August 25 2014

A Bold Way to Boost Saving

Rachel DiCarlo Currie

Last week, the well-known data provider Bankrate made headlines when it reported that, according to its monthly Financial Security Index, a remarkable 36 percent of American adults have not begun saving for their retirement. Writing in today’s Wall Street Journal, Amity Shlaes of the Coolidge Foundation and Chris Edwards of the Cato Institute note that one way to promote more saving and investment would be to adopt a version of Canada’s Tax-Free Savings Account (TFSA), which has proved highly popular north of the border.

Like a Roth IRA, a TFSA allows people to contribute after-tax dollars to a retirement vehicle and then make tax-free withdrawals. But whereas Roth IRAs (1) have income-based eligibility thresholds and (2) impose steep penalties for early withdrawals, TFSAs are open to all Canadians, regardless of their income, and TFSA funds “can be withdrawn at any time for any reason with no penalties or taxes.” Meanwhile, write Shlaes and Edwards, the annual contribution limit for a TFSA, which is currently $5,500, “carries over from year to year if a citizen doesn’t reach it. So if a Canadian contributes $2,000 this year, he can put away up to $9,000 next year ($3,500 plus $5,500).”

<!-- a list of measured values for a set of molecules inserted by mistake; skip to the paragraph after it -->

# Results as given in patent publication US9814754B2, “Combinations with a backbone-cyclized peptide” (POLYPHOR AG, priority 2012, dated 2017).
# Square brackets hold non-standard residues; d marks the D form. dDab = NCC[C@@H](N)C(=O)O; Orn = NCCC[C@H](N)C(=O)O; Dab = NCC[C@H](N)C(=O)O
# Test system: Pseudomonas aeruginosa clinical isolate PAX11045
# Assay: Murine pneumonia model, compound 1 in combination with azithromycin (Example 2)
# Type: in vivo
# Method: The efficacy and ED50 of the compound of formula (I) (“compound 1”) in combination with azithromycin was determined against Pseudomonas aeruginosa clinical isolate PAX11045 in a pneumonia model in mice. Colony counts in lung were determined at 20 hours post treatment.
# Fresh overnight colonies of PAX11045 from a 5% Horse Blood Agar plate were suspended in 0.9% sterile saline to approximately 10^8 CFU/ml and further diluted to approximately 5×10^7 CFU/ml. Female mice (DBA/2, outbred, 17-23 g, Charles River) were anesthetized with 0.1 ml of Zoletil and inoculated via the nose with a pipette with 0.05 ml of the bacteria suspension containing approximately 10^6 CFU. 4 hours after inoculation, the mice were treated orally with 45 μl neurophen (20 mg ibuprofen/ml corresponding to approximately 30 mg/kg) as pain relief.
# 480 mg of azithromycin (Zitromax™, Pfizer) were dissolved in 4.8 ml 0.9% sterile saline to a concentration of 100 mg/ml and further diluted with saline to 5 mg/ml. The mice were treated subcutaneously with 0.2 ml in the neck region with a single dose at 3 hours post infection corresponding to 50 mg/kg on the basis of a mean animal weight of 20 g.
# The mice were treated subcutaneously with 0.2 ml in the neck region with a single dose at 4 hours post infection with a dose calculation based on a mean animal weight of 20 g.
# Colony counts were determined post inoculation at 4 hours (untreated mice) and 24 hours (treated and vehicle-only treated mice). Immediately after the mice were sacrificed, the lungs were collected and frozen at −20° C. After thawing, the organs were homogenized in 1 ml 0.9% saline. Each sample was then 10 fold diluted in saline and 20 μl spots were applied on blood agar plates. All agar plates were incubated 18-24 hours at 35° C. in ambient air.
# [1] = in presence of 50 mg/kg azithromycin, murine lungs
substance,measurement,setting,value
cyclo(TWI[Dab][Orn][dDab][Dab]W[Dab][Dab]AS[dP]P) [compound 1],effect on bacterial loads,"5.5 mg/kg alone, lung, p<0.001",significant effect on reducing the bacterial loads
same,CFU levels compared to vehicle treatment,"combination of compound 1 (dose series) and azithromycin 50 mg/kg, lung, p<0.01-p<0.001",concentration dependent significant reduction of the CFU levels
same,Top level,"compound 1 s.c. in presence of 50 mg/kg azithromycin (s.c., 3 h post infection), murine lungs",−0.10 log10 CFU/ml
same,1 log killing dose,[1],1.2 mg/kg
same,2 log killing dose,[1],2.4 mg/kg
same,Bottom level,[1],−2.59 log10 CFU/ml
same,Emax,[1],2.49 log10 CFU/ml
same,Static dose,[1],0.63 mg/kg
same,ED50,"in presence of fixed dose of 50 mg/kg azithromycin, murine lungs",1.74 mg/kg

The authors recognize how controversial it would be to launch a Universal Savings Account modeled on the TFSA, and they address two potential objections:

“Some critics might charge that a Universal Savings Account can’t be ‘pro-family’ if it also benefits unmarried millionaires. We disagree. Tax policy is not a tug of war between families and singles: All can win. The autonomy these accounts offer to everyone will make families become -- and think like -- millionaires.

“Other critics will warn about revenues lost decades hence when Americans withdraw tax-free. But shortfalls in the future may well be made up by the growth that would ultimately flow into federal coffers. The growth that comes from more savings and investment will raise living standards. And Americans, single or in families, middle class, lower-income or affluent, would become more self-sufficient.”

The whole piece is worth reading.

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